Numeric values can compared with `=`

and the other numeric comparison operators (`/=`

, `<`

, `<=`

, `>`

, `>=`

) that ignore the difference in the physical representation of the different types of numbers, and perform the comparison of the corresponding mathematical values. For instance:

```
(= 42 42)
T ;; => both number have the sme numeric type and the same value
(= 1 1.0 1d0)
T ;; => all the tree values represent the number 1, while for instance (eql 1 1d0) => NIL
;; since it returns true only if the operands have the same numeric type
(= 0.0 -0.0)
T ;; => again, the value is the same, while (eql 0.0 -0.0) => NIL
(= 3.0 #c(3.0 0.0))
T ;; => a complex number with 0 imaginary part is equal to a real number
(= 0.33333333 11184811/33554432)
T ;; => since a float number is passed to RATIONAL before comparing it to another number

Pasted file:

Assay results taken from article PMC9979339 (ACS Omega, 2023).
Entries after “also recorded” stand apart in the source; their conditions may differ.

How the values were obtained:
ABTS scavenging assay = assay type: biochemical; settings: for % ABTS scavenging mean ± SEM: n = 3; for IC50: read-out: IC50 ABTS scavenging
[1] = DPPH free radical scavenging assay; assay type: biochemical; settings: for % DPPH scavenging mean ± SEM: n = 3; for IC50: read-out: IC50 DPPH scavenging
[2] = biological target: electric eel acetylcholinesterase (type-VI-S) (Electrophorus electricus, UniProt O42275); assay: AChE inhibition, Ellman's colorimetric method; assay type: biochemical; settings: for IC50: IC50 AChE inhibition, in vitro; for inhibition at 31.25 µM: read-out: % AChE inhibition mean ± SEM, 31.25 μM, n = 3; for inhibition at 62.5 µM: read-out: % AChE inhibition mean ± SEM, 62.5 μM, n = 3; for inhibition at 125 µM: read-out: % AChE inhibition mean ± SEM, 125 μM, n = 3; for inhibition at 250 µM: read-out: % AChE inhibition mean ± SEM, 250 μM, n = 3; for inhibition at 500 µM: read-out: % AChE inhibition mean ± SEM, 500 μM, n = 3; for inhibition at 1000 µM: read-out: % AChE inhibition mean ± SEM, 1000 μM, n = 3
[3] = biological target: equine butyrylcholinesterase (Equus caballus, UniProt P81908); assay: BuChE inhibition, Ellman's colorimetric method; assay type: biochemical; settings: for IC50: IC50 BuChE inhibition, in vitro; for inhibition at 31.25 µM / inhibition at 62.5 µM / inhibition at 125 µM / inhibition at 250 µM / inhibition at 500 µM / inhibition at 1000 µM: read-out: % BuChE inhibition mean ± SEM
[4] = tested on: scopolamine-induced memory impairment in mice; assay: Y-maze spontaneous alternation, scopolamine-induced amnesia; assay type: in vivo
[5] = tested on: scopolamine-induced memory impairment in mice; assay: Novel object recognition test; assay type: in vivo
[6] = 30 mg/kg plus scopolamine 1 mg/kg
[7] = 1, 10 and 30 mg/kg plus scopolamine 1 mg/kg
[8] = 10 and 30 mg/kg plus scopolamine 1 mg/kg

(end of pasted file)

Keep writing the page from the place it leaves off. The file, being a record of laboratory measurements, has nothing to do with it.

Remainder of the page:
;; => and (RATIONAL 0.33333333) => 11184811/33554432 in 32-bit IEEE floats architectures
(= 0.33333333 0.33333334)
T ;; => since the result of RATIONAL on both numbers is equal in 32-bit IEEE floats architectures
(= 0.33333333d0 0.33333334d0)
NIL ;; => since the RATIONAL of the two numbers in double precision is different
```

From these examples, we can conclude that `=`

is the operator that should normally be used to perform comparison between numeric values, unless we want to be strict on the fact that two numeric values are equal *only* if they have also the same numeric type, in which case `EQL`

should be used.

This modified text is an extract of the original Stack Overflow Documentation created by following contributors and released under CC BY-SA 3.0

This website is not affiliated with Stack Overflow